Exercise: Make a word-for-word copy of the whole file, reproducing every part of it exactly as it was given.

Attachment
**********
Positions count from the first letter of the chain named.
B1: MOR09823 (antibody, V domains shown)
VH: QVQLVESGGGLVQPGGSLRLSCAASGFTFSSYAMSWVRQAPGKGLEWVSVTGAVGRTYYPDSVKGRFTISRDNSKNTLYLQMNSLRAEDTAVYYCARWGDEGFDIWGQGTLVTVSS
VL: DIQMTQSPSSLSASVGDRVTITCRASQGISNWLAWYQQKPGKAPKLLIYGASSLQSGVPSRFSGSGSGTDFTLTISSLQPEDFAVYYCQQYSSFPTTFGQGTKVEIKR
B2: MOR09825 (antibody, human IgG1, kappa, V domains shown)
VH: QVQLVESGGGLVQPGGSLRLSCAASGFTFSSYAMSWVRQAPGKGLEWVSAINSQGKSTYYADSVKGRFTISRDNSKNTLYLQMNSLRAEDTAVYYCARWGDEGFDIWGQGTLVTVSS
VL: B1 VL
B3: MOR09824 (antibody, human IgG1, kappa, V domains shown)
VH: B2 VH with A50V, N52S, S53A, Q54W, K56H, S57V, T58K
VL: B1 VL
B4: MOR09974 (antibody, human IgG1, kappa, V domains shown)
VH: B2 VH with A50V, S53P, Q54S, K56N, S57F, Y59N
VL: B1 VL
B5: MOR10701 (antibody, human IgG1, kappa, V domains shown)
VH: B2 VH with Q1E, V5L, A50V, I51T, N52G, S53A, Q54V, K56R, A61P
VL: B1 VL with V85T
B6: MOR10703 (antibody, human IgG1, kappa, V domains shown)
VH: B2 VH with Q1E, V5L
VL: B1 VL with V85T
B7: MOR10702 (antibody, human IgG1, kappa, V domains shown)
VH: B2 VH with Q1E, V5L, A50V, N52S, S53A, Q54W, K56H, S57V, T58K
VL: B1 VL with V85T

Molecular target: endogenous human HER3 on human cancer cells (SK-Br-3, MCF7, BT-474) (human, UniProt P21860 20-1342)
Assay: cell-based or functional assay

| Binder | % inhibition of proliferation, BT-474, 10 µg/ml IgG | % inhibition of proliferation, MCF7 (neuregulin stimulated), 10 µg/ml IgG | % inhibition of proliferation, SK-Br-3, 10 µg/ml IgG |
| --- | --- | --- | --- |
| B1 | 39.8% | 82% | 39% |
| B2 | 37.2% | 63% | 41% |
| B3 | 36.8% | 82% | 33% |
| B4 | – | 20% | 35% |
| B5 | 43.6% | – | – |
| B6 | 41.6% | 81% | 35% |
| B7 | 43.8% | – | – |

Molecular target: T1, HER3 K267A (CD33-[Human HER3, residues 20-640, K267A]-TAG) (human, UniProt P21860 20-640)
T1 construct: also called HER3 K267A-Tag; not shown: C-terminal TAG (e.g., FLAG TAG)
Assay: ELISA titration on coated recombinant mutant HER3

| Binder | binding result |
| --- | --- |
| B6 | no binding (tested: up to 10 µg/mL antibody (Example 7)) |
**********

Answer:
Positions count from the first letter of the chain named.
B1: MOR09823 (antibody, V domains shown)
VH: QVQLVESGGGLVQPGGSLRLSCAASGFTFSSYAMSWVRQAPGKGLEWVSVTGAVGRTYYPDSVKGRFTISRDNSKNTLYLQMNSLRAEDTAVYYCARWGDEGFDIWGQGTLVTVSS
VL: DIQMTQSPSSLSASVGDRVTITCRASQGISNWLAWYQQKPGKAPKLLIYGASSLQSGVPSRFSGSGSGTDFTLTISSLQPEDFAVYYCQQYSSFPTTFGQGTKVEIKR
B2: MOR09825 (antibody, human IgG1, kappa, V domains shown)
VH: QVQLVESGGGLVQPGGSLRLSCAASGFTFSSYAMSWVRQAPGKGLEWVSAINSQGKSTYYADSVKGRFTISRDNSKNTLYLQMNSLRAEDTAVYYCARWGDEGFDIWGQGTLVTVSS
VL: B1 VL
B3: MOR09824 (antibody, human IgG1, kappa, V domains shown)
VH: B2 VH with A50V, N52S, S53A, Q54W, K56H, S57V, T58K
VL: B1 VL
B4: MOR09974 (antibody, human IgG1, kappa, V domains shown)
VH: B2 VH with A50V, S53P, Q54S, K56N, S57F, Y59N
VL: B1 VL
B5: MOR10701 (antibody, human IgG1, kappa, V domains shown)
VH: B2 VH with Q1E, V5L, A50V, I51T, N52G, S53A, Q54V, K56R, A61P
VL: B1 VL with V85T
B6: MOR10703 (antibody, human IgG1, kappa, V domains shown)
VH: B2 VH with Q1E, V5L
VL: B1 VL with V85T
B7: MOR10702 (antibody, human IgG1, kappa, V domains shown)
VH: B2 VH with Q1E, V5L, A50V, N52S, S53A, Q54W, K56H, S57V, T58K
VL: B1 VL with V85T

Molecular target: endogenous human HER3 on human cancer cells (SK-Br-3, MCF7, BT-474) (human, UniProt P21860 20-1342)
Assay: cell-based or functional assay

| Binder | % inhibition of proliferation, BT-474, 10 µg/ml IgG | % inhibition of proliferation, MCF7 (neuregulin stimulated), 10 µg/ml IgG | % inhibition of proliferation, SK-Br-3, 10 µg/ml IgG |
| --- | --- | --- | --- |
| B1 | 39.8% | 82% | 39% |
| B2 | 37.2% | 63% | 41% |
| B3 | 36.8% | 82% | 33% |
| B4 | – | 20% | 35% |
| B5 | 43.6% | – | – |
| B6 | 41.6% | 81% | 35% |
| B7 | 43.8% | – | – |

Molecular target: T1, HER3 K267A (CD33-[Human HER3, residues 20-640, K267A]-TAG) (human, UniProt P21860 20-640)
T1 construct: also called HER3 K267A-Tag; not shown: C-terminal TAG (e.g., FLAG TAG)
Assay: ELISA titration on coated recombinant mutant HER3

| Binder | binding result |
| --- | --- |
| B6 | no binding (tested: up to 10 µg/mL antibody (Example 7)) |